Gay Dad Life

Take a Leap and Help Get to Zero

Ghosts talk to me but don’t haunt me.

Thursday, Dec. 1, is World AIDS Day. The slogan this year is “Get to Zero” — meaning zero new infections. Since the epidemic began, more than 70 million people in the world have become infected, and 35 million have died.

I cannot process numbers that big. I can only tell you about Tim.

Tim was my private hero. He was Brian’s roommate in that cold-water walk-up above the Jersey City Funeral Home. On my first date with Brian (Oct. 28, 1985), we went back to his apartment, and I met Tim, who was baking a batch of cookies. He looked up from the oven and said to Brian, “I thought you could do better than that.”

I moved in with them a few weeks later, and the three of us struggled to make the rent. While Brian danced and I sold coffeemakers, Tim worked as a security guard at the Museum of Natural History. For Christmas that year, we had a Charlie Brown tree, and Tim worked night shifts so that he could “appropriate” two dozen dinosaur ornaments.

Tim was blunt. We got tattoos for one of my birthdays, him the green man and me seven chakric stars, and he waited three hours, until the very last needle stick, before he said, “You look like a Wonder Girl costume.”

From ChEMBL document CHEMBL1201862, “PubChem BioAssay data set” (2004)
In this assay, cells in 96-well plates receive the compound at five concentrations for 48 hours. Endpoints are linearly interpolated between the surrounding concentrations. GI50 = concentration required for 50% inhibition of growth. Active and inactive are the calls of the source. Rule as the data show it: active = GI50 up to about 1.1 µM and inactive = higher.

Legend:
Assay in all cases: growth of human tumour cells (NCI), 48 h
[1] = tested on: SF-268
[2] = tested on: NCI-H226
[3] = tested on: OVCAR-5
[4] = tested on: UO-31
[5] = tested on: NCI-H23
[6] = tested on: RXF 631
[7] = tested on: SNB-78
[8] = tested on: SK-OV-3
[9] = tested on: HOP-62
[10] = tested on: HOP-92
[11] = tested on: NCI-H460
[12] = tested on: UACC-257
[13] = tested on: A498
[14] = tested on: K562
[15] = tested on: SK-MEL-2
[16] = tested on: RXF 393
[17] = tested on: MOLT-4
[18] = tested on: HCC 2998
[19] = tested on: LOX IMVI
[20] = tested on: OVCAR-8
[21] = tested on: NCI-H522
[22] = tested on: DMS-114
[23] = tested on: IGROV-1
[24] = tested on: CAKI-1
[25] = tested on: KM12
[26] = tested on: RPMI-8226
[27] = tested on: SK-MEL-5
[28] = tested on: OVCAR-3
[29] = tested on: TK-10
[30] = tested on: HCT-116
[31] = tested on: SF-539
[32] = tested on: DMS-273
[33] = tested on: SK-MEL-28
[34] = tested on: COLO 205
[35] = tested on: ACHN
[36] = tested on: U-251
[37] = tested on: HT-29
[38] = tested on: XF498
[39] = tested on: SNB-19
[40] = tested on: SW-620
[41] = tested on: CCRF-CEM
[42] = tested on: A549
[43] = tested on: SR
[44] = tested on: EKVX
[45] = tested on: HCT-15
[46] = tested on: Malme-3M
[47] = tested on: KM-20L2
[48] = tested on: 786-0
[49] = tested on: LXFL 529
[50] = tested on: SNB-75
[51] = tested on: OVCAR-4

Tim taught me to take risks, like going skydiving or applying to be a deputy sheriff.

One night, when Brian was at work, Tim and I were sitting on the old red velvet couch, splitting a can of Betty Crocker frosting, when he said, “I’m gonna have to stop eating like this. The doctor told me I’m HIV positive.”

We got mad, and we joined ACT UP (AIDS Coalition to Unleash Power). The Republican president at the time said nothing while thousands died. We painted bloody handprints and wore clown masks at hearings. We stopped traffic on Broadway, and got the American public to pay attention to the fact that no one was paying attention.

Because of Tim, and Keith Haring, and a lot of brave people blocking the entrance to the FDA building in Maryland, we got parallel-track testing, which led to protease inhibitors and drug-cocktail therapies.

Ten Septembers ago we rushed Tim to the emergency room. He had gone blind in one eye and was unable to walk or eat. He weighed less than a hundred pounds. The doctor told me he wouldn’t be leaving. Brian talked with the head nurse, who convinced them to let us throw a gay Wiccan wedding.

You know those soap operas where the dying bride trembles in her hospital bed when a nervous groom brings in the justice of the peace? This was not that. This was the loudest wedding to ever occur in a medical center. The groom wore harem pants, the bride a hospital gown and white roses. The celebrant was a transgender priestess. Zane, a toddler at the time, played ring bearer. The bridesmaids were Sisters of Perpetual Indulgence.


Brian was the best man for the wedding, carrying Tim across the broom (because that is how Wiccans get married), and I was the best man for the funeral.